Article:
One of the range housing developments, East Mill, is being abandoned because homes and a preschool in the area were built on shifting soils.

Dine Yazzie, 90, remembers the days when he herded 500 sheep and five horses in what is now the Big Mountain area of the Hopis near Hard Rocks.

Yazzie says through a Navajo translator that he now has one horse and 20 sheep that he tends daily. He spends the rest of the day listening to traditional Navajo songs on radio station KTNN in Window Rock and regretting that he ever left his homeland.

"They said that we were moving to a better place with all the land and livestock that we could want," Yazzie said. "It was nothing but lies. I waited seven years after 1986 before taking the benefits, and I wish now I never had."

The sheep herd of 83-year-old Hazel Bahe, who was one of the first relocatees from the Teesto area in the late 1980s, has been reduced to seven, all of which she has individually named.

When asked what relocation has meant to her, she points to her right eye, welling with tears.

Vergie Nelson, a cook at the New Lands senior citizens center, said she, like Yazzie, was one of the last to leave.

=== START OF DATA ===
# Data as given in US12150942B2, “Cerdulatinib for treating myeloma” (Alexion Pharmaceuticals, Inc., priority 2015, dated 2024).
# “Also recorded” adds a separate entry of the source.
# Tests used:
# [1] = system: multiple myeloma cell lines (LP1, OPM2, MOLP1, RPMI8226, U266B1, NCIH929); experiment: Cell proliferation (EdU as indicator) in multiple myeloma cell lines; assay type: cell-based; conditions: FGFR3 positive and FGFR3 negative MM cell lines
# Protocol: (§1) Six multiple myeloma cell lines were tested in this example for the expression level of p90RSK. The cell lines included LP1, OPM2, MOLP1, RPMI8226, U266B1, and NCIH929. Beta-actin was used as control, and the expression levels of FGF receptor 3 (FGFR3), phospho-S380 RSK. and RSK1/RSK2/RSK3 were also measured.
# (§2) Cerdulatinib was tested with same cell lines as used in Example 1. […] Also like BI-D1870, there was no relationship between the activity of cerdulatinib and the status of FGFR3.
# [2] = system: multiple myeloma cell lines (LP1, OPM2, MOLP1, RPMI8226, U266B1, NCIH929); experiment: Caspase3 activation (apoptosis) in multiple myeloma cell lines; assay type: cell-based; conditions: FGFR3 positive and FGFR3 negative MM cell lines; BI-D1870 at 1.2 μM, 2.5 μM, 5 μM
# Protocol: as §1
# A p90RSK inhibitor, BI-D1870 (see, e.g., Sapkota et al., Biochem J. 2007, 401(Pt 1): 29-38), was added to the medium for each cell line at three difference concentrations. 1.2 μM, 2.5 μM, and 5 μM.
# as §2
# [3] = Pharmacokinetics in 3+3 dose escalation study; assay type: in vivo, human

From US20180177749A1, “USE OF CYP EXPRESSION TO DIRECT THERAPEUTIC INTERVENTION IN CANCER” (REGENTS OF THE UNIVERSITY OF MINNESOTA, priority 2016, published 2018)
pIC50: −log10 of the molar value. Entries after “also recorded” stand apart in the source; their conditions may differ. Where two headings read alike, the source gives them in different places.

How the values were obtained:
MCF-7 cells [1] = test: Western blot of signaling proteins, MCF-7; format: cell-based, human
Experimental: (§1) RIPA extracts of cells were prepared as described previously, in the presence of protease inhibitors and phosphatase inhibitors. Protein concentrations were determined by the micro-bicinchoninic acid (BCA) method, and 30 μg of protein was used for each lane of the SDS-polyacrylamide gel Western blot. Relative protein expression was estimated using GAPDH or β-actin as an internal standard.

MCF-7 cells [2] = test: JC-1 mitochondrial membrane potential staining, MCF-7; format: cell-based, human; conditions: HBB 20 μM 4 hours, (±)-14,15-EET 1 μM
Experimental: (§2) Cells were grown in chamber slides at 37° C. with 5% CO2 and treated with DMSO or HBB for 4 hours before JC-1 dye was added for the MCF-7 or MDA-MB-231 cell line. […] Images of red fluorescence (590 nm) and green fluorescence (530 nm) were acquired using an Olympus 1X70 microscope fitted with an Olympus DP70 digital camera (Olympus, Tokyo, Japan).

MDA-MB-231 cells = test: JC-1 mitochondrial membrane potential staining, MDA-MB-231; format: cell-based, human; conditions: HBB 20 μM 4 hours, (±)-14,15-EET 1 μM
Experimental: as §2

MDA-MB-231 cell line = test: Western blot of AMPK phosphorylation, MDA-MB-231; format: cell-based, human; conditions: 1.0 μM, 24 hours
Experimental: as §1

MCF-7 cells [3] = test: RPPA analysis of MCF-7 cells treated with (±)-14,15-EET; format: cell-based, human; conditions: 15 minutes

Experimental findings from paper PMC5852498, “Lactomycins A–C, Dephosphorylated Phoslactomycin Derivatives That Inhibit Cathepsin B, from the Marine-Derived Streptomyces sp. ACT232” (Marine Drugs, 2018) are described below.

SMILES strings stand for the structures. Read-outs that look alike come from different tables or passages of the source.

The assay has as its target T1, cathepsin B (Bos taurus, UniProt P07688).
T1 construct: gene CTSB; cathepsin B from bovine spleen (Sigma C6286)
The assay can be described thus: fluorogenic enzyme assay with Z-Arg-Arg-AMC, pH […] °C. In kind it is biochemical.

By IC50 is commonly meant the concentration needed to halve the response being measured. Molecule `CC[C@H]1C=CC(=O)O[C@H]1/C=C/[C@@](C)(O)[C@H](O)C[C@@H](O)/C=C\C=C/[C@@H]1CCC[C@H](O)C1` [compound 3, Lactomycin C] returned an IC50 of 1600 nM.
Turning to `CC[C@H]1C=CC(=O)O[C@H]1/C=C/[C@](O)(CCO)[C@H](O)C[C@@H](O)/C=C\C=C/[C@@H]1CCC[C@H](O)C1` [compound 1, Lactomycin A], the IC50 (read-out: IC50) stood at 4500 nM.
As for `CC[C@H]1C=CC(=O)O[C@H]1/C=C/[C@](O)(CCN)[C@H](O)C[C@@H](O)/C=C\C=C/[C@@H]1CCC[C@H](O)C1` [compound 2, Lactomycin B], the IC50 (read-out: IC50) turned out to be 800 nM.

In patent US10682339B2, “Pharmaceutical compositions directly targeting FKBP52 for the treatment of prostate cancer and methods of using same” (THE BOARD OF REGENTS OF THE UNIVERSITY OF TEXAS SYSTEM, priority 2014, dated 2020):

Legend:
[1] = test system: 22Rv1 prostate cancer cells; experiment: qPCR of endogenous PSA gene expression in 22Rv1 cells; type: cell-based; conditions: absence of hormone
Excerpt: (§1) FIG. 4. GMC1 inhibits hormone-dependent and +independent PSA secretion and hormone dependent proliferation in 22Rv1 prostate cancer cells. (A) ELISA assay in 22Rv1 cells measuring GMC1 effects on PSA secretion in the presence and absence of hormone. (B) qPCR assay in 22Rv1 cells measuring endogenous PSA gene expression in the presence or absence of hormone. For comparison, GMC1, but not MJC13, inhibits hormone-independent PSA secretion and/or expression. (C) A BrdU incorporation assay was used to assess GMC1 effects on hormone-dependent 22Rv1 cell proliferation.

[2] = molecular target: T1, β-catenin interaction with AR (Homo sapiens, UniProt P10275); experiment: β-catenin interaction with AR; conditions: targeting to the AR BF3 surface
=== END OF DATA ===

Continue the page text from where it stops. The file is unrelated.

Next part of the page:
"They didn't even get the housing situation right here when they did the ranch clusters," Nelson said. "Navajo is based on family kinships in the housing clusters. They put people from all over the rez where I live down in Hard Scrabble."

Hopis look ahead

Most Hopi tribal members appreciate the separation from their longtime rivals and having land for economic and housing development.

"It's given us a whole new outlook on life, being buffered from Navajo encroachment and trespassing," Micah Loma'Omvaya, a Hopi tribal planner said as he sorted through programs mapping out the Hopi-partitioned land.

Most of the work thus far, Loma'Omvaya said, has been directed toward restoring rangeland, cleaning up dumps and tearing down structures left behind by the Navajos.